In short, before this issue, I had been drifting from the literary sphere for quite some time. I was starting to get further from writing than I had been since before I decided to pursue a degree in Fiction six years prior, as a naive and hopeful college student. By the time I graduated college, my writing was well-practiced and a big part of who I was. I found my voice and compiled a manuscript. I edited the university literary journal. I won awards and got published. It was all coming up roses. But suddenly, after graduation, I was in the real world and everything–like every single thing–was more complicated. The routine and deadlines were gone. The feedback was harder to come by, and I struggled to put myself out there. The time to write was replaced by a full-time job. I got caught in a bad situation. And I got tired.

I had a few successes in the following years that kept the fire alive somewhat. For instance, appearing in this magazine’s debut, something I still am very proud of. And my podcast somehow managed six episodes of great content before calling it quits last July. I tried desperately to hold onto the show, but I found I couldn’t chew what I was biting off. All the while, I was kicking around on an idea for a novel, one that would never really take flight. It just turned into another thing I felt guilty about neglecting.

My passion for storytelling still seemed to be there somewhere. I’d get the itch every now and then, if a moment caught my eye. But the stories started getting buried by everything else. Work. Relationships. Financial obligations. The uncertainty of it all. I became jaded, distant, and felt like I had no answers. I started to doubt why I ever wrote in the first place.

That’s when Nick got ahold of me. I have always been a fan of Sobotka, but really I am a fan of these editors. I’ve followed their journey closely, and admire their dedication to their journal and their cause. Working on this issue and experiencing their persistence to fine-tune the content was exactly what I needed. I needed Kathy’s positivity and Nick’s encouragement. I needed to read again. I needed to write and revise this editor’s note twenty-seven times. I needed to do this. The writers and poets whose works appear in this journal should be commended for their dedication to the craft that is written word, for pursuing a duty in truth telling beyond the lens of common observer.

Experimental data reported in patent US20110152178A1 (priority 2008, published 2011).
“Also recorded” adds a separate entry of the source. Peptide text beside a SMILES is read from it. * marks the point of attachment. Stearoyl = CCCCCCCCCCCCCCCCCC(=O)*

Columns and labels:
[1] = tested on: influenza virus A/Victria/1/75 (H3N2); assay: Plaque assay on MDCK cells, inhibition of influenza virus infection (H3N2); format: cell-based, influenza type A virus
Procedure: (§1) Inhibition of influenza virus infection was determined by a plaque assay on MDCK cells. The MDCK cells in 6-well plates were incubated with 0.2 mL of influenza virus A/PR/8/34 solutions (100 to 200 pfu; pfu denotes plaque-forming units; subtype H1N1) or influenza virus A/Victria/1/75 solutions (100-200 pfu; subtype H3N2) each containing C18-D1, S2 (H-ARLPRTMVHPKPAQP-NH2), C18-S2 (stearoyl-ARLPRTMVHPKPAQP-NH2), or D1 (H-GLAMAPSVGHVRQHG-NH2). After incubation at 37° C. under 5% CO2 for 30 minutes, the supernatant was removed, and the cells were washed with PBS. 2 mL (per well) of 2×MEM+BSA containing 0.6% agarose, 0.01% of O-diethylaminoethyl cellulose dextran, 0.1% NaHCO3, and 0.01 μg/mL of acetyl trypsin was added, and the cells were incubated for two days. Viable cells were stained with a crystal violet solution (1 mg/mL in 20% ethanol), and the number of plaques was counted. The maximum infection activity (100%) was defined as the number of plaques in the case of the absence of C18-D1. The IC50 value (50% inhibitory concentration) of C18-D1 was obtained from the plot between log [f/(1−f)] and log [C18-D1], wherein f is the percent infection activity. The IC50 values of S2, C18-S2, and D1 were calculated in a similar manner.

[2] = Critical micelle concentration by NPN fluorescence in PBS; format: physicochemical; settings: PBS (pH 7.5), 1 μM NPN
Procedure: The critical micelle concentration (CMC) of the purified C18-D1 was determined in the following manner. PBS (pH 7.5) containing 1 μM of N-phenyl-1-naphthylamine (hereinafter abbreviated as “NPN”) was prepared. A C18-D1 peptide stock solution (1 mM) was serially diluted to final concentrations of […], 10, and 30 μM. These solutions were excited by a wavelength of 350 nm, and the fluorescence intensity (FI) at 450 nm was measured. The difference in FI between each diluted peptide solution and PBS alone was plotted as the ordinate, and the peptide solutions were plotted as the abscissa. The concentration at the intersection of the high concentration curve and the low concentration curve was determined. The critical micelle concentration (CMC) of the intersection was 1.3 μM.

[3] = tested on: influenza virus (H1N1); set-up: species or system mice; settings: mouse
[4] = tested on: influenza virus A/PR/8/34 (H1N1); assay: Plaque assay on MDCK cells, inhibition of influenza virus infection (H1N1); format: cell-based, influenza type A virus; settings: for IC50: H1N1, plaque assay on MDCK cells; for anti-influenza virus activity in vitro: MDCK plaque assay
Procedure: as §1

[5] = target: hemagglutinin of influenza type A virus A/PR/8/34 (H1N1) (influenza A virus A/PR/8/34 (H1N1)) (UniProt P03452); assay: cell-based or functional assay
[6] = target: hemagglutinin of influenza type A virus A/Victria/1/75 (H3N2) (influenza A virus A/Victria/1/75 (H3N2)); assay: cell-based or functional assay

Because that is what writing is. It is persistence. It is revision. It is fine-tuning yourself and your reality. It can teach you discipline and show you compassion. It can grab you by the shirt collar and remind you that nothing is over until you pull it all together and finally say it’s finished.

So that is why this issue exists, and why people like Nick and Kathy make magazines.  For those of us who need the buzzer-beaters, for those who can deliver the shot. The writers and poets whose works appear in this issue have all persevered for the reader’s sake, toiling and trudging through drafts and rejections, throwing aside certain stories and poems that never seemed like they’d pan out, only to revisit them again and again until they were triumphant. They are champions of the page, and I am very happy to present the product of their labor in a physical medium that can exist in your hands.